Aragorn Storm Miller

TRIPLETT, DANIEL HENRY (1844–1916). Daniel Henry Triplett, attorney and state legislator, son of James Henry and Mary Elizabeth (Evans) Triplett, was born in Decatur, Illinois, on August 15, 1844. His family relocated to Marion County, Missouri, prior to 1850 but later immigrated to Newton, Texas, in 1858 after the death of his father. During the Civil War, Triplett enlisted as a private in Company G of the Twenty-first Texas Cavalry Regiment. His unit was active throughout Arkansas and Louisiana. After the war, he returned to Newton County, where he married Elizabeth E. Biven on October 1, 1868. This couple had one daughter and three sons. Around this time Triplett relocated to Orange, Texas, where he practiced law and engaged in local and state politics as a member of the Democratic Party. In 1873 he won election as representative for District 1—comprised of Liberty, Hardin, Jefferson, Orange, Newton, Jasper, Tyler, Polk, and Chambers counties—to the Fourteenth Texas Legislature. In 1875 Triplett moved with his family to San Saba, Texas, where he formed a law practice with his son-and-law and continued to remain active in local politics. According to the March 21, 1878, issue of the Lampasas Dispatch, Triplett was charged with aggravated assault with intent to kill a Dr. A. Gregg, but he was acquitted by a jury in district court. Triplett later relocated to Goldwaite, Texas, in 1888 before settling in Houston in 1895, where he continued to practice law. He died in Houston on January 26, 1916, as a result of kidney disease and was buried in Houston’s Hollywood Cemetery.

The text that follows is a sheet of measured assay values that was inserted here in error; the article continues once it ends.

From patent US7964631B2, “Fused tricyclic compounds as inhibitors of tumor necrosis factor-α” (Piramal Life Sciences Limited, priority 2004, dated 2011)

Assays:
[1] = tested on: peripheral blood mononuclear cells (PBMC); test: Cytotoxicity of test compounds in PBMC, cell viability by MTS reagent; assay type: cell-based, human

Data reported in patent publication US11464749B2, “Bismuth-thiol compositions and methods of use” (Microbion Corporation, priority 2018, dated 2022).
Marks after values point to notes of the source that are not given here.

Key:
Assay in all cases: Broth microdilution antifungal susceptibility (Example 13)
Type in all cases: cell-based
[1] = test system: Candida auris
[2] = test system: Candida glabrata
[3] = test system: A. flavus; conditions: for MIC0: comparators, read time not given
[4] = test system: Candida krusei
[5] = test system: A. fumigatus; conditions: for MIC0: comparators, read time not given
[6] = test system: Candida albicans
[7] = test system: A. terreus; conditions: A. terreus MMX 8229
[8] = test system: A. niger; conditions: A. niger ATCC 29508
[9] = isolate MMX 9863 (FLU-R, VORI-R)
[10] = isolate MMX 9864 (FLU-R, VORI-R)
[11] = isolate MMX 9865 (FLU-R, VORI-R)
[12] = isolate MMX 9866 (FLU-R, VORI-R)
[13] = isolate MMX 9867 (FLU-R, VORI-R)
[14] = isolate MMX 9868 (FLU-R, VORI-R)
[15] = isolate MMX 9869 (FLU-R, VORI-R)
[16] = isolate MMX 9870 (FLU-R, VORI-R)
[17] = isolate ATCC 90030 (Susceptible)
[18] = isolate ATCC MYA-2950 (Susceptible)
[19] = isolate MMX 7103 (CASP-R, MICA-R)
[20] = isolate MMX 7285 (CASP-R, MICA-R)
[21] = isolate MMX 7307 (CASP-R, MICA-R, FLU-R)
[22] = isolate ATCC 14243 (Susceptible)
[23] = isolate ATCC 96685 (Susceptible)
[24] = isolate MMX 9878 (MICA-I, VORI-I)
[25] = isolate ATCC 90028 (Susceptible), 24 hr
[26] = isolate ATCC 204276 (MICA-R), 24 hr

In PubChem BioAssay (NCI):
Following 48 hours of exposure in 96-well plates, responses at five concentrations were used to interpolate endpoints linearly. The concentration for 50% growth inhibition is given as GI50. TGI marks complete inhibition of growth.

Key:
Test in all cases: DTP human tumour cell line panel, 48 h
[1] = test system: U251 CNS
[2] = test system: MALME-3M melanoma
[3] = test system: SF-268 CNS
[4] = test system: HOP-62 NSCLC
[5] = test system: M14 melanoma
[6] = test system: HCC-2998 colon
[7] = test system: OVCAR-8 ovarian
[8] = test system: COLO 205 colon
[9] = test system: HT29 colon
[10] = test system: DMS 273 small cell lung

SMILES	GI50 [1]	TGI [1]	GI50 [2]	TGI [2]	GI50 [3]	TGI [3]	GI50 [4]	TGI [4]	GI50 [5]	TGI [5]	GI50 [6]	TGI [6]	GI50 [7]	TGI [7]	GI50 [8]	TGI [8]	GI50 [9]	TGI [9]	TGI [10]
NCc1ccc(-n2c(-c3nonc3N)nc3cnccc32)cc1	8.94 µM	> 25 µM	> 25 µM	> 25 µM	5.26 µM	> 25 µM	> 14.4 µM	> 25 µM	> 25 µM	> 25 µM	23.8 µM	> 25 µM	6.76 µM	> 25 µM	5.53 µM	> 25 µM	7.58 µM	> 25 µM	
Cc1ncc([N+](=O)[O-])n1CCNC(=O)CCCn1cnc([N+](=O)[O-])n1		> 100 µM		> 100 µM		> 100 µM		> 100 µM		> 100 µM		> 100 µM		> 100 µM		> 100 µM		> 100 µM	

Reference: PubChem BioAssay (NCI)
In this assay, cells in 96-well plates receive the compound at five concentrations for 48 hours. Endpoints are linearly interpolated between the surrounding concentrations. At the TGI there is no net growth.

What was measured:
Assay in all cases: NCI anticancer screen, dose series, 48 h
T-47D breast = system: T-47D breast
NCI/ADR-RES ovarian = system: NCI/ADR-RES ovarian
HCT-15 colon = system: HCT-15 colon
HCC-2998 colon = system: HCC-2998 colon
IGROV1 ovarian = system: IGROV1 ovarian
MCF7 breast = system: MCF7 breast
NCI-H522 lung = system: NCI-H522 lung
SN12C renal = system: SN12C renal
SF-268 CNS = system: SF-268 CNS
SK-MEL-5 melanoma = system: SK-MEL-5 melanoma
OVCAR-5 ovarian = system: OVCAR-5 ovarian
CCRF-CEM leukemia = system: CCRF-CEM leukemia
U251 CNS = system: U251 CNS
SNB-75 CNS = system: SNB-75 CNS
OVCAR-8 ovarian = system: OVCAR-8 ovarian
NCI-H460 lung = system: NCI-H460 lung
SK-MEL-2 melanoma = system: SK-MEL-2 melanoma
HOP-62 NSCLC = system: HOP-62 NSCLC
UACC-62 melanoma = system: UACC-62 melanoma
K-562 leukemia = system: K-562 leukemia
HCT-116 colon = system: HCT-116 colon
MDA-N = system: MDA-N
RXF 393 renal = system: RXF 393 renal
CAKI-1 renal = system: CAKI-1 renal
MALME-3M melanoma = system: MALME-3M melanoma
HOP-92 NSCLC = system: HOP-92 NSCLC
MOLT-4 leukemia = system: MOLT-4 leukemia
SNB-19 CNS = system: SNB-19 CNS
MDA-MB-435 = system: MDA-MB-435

Las Sabinas, Vol. 24 (April 1998). Legislative Reference Library of Texas: Dan Triplett (, accessed July 17, 2014. Members of the Legislature of the State of Texas from 1846 to 1939 (Austin: Texas Legislature, 1939). The Texas Legal Directory for 1876–1877 (Austin: Democratic Statesman Office, 1877).

Aragorn Storm Miller

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Handbook of Texas Online, Aragorn Storm Miller, "TRIPLETT, DANIEL," accessed July 21, 2018,

Uploaded on October 22, 2014. Published by the Texas State Historical Association.

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